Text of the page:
Malaysia police formally ID Kim Jong-nam but say they cannot reveal how it was determined
Malaysia’s police chief confirmed on Friday that the man assassinated at Kuala Lumpur’s international airport last month was Kim Jong-nam, half-brother of North Korea’s leader Kim Jong-Un.
Inspector General Khalid Abu Bakar told a news conference that he could not release details of how the identity was determined due to “security” concerns, but Malaysian authorities had earlier declined to officially confirm the victim’s identity or release his body without a DNA sample from next-of-kin.
“For the security of the witnesses so I’m not going to tell you how it was done,” he said of the identification process.
The 45-year-old was carrying a passport bearing the name of Kim Chol when he was attacked on February 13 with the lethal nerve agent VX by two women.
His wife and children, who were living in exile in the Chinese territory of Macau, have since gone into hiding over fears that his 21-year-old son, Kim Han-Sol, could be seen as a potential rival by his uncle Kim Jong-un in a country roiled by bloody purges.
The brazen cold war-style killing triggered a bitter diplomatic row between the previously friendly Asian nations, which have expelled each other’s ambassador and refused to let their citizens leave.
North Korea has never confirmed the identity of the dead man, but has denounced the Malaysian investigation as an attempt to smear the secretive regime, insisting that he most likely died of a heart attack.
Expelled North Korean ambassador Kang Chol slammed what he called a “pre-targeted investigation by the Malaysian police” on Monday, just before leaving the country.
Pyongyang retaliated by formally expelling his Malaysian counterpart, who was already back in Kuala Lumpur for consultations.
Prime Minister Najib Razak on Friday urged Malaysians to pray for the safe return of nine compatriots barred from leaving North Korea.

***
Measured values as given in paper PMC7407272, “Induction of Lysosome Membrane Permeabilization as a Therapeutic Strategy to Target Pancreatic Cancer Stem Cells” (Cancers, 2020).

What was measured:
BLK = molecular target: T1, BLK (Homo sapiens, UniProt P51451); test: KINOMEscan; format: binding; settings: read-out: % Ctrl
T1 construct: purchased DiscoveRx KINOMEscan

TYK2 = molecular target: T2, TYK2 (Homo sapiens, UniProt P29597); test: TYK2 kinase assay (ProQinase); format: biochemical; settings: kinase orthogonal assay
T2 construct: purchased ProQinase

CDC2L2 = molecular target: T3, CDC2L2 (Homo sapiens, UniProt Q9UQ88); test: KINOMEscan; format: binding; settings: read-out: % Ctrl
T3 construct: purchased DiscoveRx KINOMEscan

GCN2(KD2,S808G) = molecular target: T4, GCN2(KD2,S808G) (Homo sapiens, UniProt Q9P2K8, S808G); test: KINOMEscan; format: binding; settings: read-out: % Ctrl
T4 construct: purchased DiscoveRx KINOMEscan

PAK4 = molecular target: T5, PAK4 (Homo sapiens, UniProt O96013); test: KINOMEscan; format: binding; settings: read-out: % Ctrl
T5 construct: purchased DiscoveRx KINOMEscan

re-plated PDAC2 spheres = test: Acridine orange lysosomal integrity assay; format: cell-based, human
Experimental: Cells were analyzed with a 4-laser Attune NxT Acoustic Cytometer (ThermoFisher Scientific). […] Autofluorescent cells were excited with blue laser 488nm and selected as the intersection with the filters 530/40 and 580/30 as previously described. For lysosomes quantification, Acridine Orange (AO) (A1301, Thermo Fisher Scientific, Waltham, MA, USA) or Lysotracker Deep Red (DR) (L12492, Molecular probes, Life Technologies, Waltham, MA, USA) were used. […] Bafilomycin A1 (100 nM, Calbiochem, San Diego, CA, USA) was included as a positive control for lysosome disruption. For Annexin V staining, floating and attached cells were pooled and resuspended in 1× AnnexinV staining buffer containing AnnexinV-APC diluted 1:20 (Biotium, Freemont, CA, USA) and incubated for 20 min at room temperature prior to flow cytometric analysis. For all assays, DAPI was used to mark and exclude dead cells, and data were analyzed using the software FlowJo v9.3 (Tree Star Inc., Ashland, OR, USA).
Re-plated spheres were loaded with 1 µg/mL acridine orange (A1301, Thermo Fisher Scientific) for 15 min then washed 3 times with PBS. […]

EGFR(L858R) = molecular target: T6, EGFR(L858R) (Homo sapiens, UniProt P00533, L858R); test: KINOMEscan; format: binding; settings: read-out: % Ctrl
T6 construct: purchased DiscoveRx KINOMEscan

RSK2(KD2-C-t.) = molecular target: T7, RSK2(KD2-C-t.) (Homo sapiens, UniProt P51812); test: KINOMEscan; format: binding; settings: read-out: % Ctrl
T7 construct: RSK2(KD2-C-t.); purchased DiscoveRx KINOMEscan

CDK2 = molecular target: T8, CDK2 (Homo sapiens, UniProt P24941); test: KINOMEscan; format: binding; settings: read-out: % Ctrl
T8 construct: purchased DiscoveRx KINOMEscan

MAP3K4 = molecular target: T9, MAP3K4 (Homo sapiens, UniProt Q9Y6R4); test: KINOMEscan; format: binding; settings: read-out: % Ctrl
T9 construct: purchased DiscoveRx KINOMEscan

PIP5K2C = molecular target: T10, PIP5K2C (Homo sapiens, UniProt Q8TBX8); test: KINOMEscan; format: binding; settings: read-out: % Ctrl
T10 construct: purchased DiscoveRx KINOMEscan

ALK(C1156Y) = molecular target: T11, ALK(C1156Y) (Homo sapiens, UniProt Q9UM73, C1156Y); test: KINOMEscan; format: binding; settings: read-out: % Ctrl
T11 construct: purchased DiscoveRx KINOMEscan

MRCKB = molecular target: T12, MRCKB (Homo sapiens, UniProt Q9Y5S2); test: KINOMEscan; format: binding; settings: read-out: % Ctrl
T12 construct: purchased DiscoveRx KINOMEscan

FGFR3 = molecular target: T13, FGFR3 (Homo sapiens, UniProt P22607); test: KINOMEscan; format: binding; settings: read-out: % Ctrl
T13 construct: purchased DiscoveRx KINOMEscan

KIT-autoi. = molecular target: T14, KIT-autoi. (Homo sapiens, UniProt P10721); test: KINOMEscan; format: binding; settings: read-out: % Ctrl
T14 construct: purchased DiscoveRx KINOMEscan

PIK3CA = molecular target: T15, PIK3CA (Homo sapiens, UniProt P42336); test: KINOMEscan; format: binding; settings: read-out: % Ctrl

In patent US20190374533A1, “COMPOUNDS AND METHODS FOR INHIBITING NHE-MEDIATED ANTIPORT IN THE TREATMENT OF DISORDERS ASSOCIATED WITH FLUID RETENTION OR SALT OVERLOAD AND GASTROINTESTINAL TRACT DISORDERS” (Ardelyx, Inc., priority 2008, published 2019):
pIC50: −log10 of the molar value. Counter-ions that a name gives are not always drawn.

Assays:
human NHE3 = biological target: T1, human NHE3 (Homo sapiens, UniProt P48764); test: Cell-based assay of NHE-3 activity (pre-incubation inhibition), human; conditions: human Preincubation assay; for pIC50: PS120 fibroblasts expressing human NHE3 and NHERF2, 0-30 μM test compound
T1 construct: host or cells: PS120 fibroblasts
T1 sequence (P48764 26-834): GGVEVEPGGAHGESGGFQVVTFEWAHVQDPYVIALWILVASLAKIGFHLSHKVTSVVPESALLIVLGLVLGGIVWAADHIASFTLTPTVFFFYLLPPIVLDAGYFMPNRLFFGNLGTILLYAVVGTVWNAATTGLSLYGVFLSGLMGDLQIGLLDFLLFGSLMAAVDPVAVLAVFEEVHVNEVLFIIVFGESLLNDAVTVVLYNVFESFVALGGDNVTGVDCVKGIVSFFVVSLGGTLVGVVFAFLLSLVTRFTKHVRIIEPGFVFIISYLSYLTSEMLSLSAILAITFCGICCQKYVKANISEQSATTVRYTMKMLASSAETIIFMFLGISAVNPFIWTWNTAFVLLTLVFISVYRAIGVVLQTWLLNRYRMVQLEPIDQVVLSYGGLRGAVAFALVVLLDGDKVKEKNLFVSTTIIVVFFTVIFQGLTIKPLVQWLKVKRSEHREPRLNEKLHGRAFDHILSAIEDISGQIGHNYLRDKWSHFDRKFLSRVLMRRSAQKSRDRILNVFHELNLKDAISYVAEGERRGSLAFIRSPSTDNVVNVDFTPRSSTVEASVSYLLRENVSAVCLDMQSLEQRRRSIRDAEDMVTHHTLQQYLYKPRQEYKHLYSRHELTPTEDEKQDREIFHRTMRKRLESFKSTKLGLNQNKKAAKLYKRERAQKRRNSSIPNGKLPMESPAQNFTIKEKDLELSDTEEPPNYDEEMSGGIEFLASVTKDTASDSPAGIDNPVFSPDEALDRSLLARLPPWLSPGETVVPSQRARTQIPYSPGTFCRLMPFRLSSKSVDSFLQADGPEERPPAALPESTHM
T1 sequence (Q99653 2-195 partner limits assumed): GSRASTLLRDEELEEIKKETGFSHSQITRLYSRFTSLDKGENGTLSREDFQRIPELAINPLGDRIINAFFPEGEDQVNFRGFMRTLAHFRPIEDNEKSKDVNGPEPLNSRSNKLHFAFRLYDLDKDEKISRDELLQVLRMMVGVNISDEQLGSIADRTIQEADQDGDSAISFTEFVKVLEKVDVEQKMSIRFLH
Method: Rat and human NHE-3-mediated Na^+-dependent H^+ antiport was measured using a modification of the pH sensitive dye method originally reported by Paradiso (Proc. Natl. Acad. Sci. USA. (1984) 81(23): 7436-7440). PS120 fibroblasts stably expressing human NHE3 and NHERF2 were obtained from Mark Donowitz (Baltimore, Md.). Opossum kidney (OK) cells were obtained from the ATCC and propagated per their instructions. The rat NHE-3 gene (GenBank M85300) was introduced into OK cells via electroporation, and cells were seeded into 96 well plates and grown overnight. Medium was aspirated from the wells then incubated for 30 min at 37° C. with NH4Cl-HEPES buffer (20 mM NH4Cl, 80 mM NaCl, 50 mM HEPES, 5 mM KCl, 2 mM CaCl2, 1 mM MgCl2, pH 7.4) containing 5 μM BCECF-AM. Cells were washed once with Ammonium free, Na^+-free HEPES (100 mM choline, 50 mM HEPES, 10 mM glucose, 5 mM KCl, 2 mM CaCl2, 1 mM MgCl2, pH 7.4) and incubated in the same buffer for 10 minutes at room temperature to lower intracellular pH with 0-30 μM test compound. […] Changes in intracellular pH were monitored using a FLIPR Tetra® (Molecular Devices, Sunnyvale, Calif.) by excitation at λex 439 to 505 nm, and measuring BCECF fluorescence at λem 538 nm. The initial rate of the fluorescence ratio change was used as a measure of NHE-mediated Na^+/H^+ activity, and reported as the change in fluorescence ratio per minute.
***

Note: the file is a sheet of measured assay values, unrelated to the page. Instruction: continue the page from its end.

Three Malaysian embassy staff and six family members remain stuck in Pyongyang after North Korea barred Malaysians from leaving the country on Tuesday, prompting a tit-for-tat move by Malaysia.
Two Malaysians working for the UN World Food Programme were permitted to leave North Korea on Thursday.
The Asian Football Confederation (AFC) said on Friday that it would postpone an Asian Cup qualifier between Malaysia and North Korea due to their souring ties.
The Harimau Malaysia squad had been due to play in the North Korean capital on March 28 as a lead up to the 2019 tournament in the United Arab Emirates.
But the fate of the match was thrown into doubt after Malaysian officials this week banned the team from playing in Pyongyang.
“The AFC Competitions Committee have taken the decision to postpone the tie after escalating diplomatic tension between the Governments of DPR Korea and Malaysia,” the AFC said in a statement.
“A new date for the game will be announced in due course.”
South Korea has blamed Pyongyang for the assassination and Malaysian police are seeking seven North Korean suspects, four of whom left Malaysia on the day of the murder.
The Malaysian police chief has said he believes the other three are hiding in North Korea’s embassy in Kuala Lumpur.
Two women – one Vietnamese and one Indonesian – have been arrested and charged with the murder. Airport CCTV footage shows them approaching the victim and apparently smearing his face with a piece of cloth.